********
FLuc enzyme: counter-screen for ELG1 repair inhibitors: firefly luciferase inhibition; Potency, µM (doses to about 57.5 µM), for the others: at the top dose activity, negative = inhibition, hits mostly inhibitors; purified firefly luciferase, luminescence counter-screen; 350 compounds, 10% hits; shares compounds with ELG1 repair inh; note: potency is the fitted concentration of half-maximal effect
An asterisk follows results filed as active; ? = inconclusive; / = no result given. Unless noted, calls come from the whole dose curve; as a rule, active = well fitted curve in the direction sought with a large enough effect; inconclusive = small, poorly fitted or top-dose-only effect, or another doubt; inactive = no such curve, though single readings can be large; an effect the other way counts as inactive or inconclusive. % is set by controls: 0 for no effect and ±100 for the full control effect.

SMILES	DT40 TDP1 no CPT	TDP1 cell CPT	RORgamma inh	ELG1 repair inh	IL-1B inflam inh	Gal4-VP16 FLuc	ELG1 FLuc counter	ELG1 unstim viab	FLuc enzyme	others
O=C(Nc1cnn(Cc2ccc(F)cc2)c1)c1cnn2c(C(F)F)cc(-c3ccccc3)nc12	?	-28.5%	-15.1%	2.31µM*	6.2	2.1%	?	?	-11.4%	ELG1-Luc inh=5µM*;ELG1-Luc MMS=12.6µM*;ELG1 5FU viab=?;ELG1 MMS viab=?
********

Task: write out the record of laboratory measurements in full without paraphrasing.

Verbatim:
FLuc enzyme: counter-screen for ELG1 repair inhibitors: firefly luciferase inhibition; Potency, µM (doses to about 57.5 µM), for the others: at the top dose activity, negative = inhibition, hits mostly inhibitors; purified firefly luciferase, luminescence counter-screen; 350 compounds, 10% hits; shares compounds with ELG1 repair inh; note: potency is the fitted concentration of half-maximal effect
An asterisk follows results filed as active; ? = inconclusive; / = no result given. Unless noted, calls come from the whole dose curve; as a rule, active = well fitted curve in the direction sought with a large enough effect; inconclusive = small, poorly fitted or top-dose-only effect, or another doubt; inactive = no such curve, though single readings can be large; an effect the other way counts as inactive or inconclusive. % is set by controls: 0 for no effect and ±100 for the full control effect.

SMILES	DT40 TDP1 no CPT	TDP1 cell CPT	RORgamma inh	ELG1 repair inh	IL-1B inflam inh	Gal4-VP16 FLuc	ELG1 FLuc counter	ELG1 unstim viab	FLuc enzyme	others
O=C(Nc1cnn(Cc2ccc(F)cc2)c1)c1cnn2c(C(F)F)cc(-c3ccccc3)nc12	?	-28.5%	-15.1%	2.31µM*	6.2	2.1%	?	?	-11.4%	ELG1-Luc inh=5µM*;ELG1-Luc MMS=12.6µM*;ELG1 5FU viab=?;ELG1 MMS viab=?